You might need eight days in a week to get that next fundraiser off the ground. And you definitely need eight to eighty warm bodies for your fundraiser to set sail (get sales)! Research suggests there is a strong correlation between the number of volunteers a fundraising organization taps and the amount of money they can expect to raise. Where and how do you get good volunteers committed to your fundraising goal?
1. Seek ’em out: At the bus stop, at the school drop off or pickup, at the neighborhood BBQ or monthly Bunco game. Opportunities are right in your backyard. Have the sign up sheet with you at all times and follow up quickly with those who say “yes.” For a given fundraiser, you can display a large poster signup sheet in the school hallway, listing areas of need, e.g. concession, classroom, counting orders, product delivery. Visuals can support by showing a picture: “Help sell x and the school gets y.” Better yet, “help sell x and your child gets y.”
2. Line ’em up: During the first two weeks of school, line up a healthy reserve of volunteers who rotate during the year. Individuals should not be tapped for more than one or two fundraisers a year. Encourage eager newcomers, such as parents of kindergartners or high school newcomers, and parents new to the community. Keep the pipeline full: At the end of each drive, begin the search for next year’s crop of volunteers. Ask this year’s volunteers to write a job description for their replacement. Then ask who they recommend for the job.
3. Sell ’em with information: Busy parents, working parents don’t always have the school calendar on the brain, nor do they necessarily know what your parent group is about. Make folders describing your mission, the people on the team and their contact information, and include a snapshot of the year’s calendar of activities and have them ready for open house and parent-teacher conferences. Ask for one commitment, either to a regularly scheduled fundraiser or to a special event or project. Use constant reminders: a month-at-a-glance calendar parents can tape to the refrigerator, telephone trees, email groups, electronic bulletin boards.
4. Think short-term: Give volunteers a specific task in a manageable time frame and let them take ownership. Recruiting warm bodies for quick results is effective when the volunteer position can be done by almost anyone, either because no special skills are required or the necessary skills can be taught in a limited amount of time. Short-term simple jobs can be handed to those who would help at family book reading night, a field trip, or a special weekend event.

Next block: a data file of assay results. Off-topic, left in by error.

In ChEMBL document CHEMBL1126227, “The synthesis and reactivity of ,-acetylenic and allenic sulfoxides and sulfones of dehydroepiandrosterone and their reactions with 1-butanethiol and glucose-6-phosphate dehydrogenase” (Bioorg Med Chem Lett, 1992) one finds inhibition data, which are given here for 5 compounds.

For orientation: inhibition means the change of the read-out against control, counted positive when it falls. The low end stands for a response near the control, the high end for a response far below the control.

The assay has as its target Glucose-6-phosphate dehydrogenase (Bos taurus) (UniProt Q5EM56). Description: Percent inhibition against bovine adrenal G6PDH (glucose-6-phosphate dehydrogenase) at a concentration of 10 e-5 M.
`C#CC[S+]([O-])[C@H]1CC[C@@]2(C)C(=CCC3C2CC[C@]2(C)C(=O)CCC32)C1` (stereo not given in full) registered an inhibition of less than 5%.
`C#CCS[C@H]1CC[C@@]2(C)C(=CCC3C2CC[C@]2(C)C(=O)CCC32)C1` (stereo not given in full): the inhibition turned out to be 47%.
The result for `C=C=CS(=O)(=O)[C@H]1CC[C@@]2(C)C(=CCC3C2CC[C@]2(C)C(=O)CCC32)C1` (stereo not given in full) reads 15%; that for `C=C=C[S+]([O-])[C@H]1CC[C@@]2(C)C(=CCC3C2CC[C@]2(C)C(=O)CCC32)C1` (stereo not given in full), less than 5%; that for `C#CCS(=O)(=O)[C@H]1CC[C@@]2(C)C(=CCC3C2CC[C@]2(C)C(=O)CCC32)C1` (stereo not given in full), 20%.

5. Match Skills: If it’s more than a warm body you need, consider matching the skills and interests of your volunteers to your list of tasks. Get to know them by asking questions: What would they like to do? How much time can they commit? What do they do for a living or for fun that applies? For example, the freelance copywriter in your neighborhood may be the next person to take on your newsletter or write and pitch a press release to the local media. Similarly, the tennis league member who never has time for meetings and committees might be the person to chaperone a sporting event.
6. Target each grade: Parents who may not warm up to a school wide fundraiser may find it easier to get involved to raise funds for their child’s specific grade level. Parents will see a direct benefit to their child because their efforts are sharply targeted.
7. Put more people on the clock: Whether someone has an hour, a half-day, a weekend or a whole school year to give — accept it. Graciously. Then ask the new volunteer to tell five friends about the parent group and its goals. And so it goes.
8. Praise ’em like you should: Create an environment that celebrates the spirit of volunteering all the time. End-of-year appreciation is nice but you might need to recognize your star players weekly, monthly or on some recurring basis. Ideas: A prime parking spot with a big sign that says “Reserved for Volunteer of the Week”; a monthly raffle for “best seat in the house” for school events like graduation or local events such as a hot play or concert in town; a feature story complete with pictures of volunteers in your parent-group newsletter, the local newspaper, and don’t forget Fundraising Edge and the Fundraising Makes It Happen program (see sidebar).
You know you have a winning fundraiser when volunteers replay their experience thinking of the playground they helped build instead of the catalogs, order forms and monies they organized. This warm-hearted memory just might motivate them to sign up and volunteer again.